Rafale deal: India top court rejects review plea for probe

File Photo: Rafale combat jet

Snap Shot

  • Court corrects previous judgment that had errors regading CAG report on Rafale
  • Court says satisfied on Rafale pricing, which was marginally lower that earlier offer
  • Court accepts ex-Congress chief Rahul Gandhi’s apology for politicising judgment

New Delhi: The Supreme Court of India today rejected and dismissed a petition to review its December 2018 judgment giving a clean chit to Prime Minister Narendra Modi regarding the purchase of 36 Rafale combat jets from France in 2016.

In a 107-order, a Bench comprising Chief Justice of India Ranjan Gogoi, Justices Sanjay Kishan Kaul and K. M. Joseph did not find merit in the petition, which had sought a registration of a case and an investigation by the Central Bureau of Investigation (CBI), India’s top crime probing agency.

This is a huge setback for the main opposition, Indian National Congress and its former president Rahul Gandhi, who had pegged his entire 2019 parliamentary election campaign on his claim that there was corruption in the Rafale deal and lost badly at the hustings, including from his own constituency and family pocket-borough of Amethi in Uttar Pradesh.

In 2015, the Modi government had cancelled a 2007 tender for 126 combat jets under which Rafale-manufacturer Dassault Avaition was the winner. While on an official trip to Paris, Modi had announced that India will enter into a government deal with France to buy 36 Rafale jets off-the-shelf to meet the Indian Air Force’s immediate requirement.

Gandhi had primarily made four startling claims and its variants: (a) Modi government had paid a higher price for the 36 Rafales than what had been offered under the 2007 tender, (b) Modi government had ignored Hindustan Aeronautics Limited to manufacture the Rafale in India, (c) Modi government favoured industrialist Anil Ambani and his company Reliance Group to bag the offset contract for the Rafale deal, and (d) Modi government had circumvented the established defence procurement procedures to enter into a government contract for the 36 Rafales.

None of Gandhi’s claims were held to be true by the Supreme Court. Of course, Gandhi was not the petitioner in the Rafale case before the top court. Former Union Ministers Yashwant Sinha and Arun Shourie, along with advocate Prashant Bhushan were the main petitioners.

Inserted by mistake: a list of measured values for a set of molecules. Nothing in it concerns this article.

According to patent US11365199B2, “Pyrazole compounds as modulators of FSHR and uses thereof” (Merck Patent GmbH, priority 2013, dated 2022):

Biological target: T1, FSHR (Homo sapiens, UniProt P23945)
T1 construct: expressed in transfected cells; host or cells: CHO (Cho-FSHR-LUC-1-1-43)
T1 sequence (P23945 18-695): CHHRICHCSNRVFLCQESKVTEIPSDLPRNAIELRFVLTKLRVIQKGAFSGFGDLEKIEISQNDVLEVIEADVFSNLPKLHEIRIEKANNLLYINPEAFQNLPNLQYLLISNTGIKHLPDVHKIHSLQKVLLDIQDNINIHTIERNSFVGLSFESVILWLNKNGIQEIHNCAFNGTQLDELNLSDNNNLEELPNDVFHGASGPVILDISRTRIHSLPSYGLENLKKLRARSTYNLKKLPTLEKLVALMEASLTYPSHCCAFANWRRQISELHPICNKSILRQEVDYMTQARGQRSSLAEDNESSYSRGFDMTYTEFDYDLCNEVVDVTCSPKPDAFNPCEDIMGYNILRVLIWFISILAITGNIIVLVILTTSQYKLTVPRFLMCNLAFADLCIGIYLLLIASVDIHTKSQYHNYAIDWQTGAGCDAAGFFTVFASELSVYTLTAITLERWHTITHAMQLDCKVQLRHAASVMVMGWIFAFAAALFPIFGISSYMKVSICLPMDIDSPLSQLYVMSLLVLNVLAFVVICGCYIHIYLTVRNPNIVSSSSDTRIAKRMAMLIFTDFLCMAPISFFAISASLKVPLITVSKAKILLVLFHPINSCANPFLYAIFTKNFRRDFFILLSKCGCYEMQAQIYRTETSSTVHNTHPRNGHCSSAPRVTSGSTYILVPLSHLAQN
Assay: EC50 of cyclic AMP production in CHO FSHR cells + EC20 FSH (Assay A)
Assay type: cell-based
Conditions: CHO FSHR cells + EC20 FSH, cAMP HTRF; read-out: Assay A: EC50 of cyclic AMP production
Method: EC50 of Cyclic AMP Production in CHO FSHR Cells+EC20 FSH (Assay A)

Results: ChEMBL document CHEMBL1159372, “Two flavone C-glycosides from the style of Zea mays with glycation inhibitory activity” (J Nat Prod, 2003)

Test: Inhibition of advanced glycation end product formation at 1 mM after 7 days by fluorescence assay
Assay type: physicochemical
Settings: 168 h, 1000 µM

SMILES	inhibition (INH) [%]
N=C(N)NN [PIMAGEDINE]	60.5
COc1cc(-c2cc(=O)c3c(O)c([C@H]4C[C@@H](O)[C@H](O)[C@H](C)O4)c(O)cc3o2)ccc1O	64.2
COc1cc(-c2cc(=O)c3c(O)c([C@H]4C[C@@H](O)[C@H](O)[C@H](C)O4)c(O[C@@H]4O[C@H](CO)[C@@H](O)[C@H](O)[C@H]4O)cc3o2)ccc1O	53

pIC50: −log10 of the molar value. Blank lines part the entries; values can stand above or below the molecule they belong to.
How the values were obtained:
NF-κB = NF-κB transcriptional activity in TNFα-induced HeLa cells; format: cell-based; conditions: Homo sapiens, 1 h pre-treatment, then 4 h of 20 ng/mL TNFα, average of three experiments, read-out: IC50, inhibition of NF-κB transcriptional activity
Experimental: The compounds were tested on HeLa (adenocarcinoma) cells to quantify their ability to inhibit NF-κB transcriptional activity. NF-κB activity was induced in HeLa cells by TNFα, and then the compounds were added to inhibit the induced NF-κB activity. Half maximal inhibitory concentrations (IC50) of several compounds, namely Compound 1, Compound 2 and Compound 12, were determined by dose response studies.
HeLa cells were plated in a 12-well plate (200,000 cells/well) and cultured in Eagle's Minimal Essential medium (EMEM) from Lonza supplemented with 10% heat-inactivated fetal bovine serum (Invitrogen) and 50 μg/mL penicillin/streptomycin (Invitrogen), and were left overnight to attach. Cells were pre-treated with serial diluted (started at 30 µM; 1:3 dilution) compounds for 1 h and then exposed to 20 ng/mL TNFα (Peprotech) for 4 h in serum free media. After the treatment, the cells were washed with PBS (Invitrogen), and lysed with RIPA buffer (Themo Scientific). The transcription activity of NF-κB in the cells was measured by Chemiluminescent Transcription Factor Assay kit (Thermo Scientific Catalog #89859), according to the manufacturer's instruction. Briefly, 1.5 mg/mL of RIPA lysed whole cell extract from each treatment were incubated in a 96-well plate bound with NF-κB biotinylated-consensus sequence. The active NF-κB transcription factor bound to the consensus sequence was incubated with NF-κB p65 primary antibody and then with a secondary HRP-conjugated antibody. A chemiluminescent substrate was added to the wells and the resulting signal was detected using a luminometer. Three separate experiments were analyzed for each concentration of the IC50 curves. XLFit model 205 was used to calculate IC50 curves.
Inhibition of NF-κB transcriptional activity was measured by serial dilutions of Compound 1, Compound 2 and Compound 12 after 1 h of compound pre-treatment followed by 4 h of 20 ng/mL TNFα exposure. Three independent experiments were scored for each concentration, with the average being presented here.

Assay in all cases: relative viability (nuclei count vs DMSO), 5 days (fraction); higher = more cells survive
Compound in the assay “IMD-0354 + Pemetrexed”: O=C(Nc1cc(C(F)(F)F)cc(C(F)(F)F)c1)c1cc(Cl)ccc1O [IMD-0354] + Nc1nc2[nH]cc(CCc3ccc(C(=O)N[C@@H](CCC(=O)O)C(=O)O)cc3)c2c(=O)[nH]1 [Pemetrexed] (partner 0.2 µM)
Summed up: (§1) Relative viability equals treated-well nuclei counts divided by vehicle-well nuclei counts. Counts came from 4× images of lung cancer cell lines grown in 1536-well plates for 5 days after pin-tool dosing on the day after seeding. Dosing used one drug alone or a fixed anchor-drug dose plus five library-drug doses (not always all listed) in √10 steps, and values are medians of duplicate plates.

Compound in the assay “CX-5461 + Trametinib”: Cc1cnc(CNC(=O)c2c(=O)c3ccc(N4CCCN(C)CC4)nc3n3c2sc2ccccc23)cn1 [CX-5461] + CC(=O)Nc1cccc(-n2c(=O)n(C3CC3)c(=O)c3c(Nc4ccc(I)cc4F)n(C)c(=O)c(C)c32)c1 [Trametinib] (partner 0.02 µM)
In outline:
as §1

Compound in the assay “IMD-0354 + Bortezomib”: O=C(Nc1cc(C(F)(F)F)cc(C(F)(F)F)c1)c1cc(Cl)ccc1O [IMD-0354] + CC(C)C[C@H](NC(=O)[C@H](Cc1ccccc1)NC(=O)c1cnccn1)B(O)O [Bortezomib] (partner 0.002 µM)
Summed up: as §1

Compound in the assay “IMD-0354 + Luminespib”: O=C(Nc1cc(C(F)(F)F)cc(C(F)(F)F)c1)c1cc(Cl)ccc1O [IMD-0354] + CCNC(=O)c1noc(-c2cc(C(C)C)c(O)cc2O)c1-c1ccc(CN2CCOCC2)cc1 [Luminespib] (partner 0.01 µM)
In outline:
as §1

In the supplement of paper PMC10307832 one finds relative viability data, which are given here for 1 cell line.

The top court also accepted an unconditional apology from Gandhi for politicising the Dec. 2018 judgment and falsely claiming that the court had held Prime Minister Modi a thief while on campaign trail during the 2019 elections. Hence, the contempt proceeding, on a petition filed by ruling party (BJP) member of Parliament Meenakshi Lekhi against Gandhi, was dropped.

The findings of the Supreme Court in the Review Petitions can be read here.

India’s Minister of Defence Rajnath Singh wholeheartedly welcomed the Supreme Court’s “categorical dismissal” of the review petitions in the Rafale case. “With this pronouncement, the government stands vindicated. The SC verdict is also a judgement on our government’s transparency in decision making.”

Rajnath Singh said the allegation of corruption in the Rafale deal was “nothing but an attempt to malign the clean & honest image” of Prime Minister Modi and his government.

“The people of India will not forgive the opponents for their slanderous campaign and calumny and they should apologise for misleading the people.”

Political Reactions to the Judgment:

But this judgment in the Review Petition is not the end of the political battle on the Rafale deal, as the Congress Party has already opened another front, relying on the part of the judgment written by Justice K. M. Joseph. Watch this space for more in the days to come.

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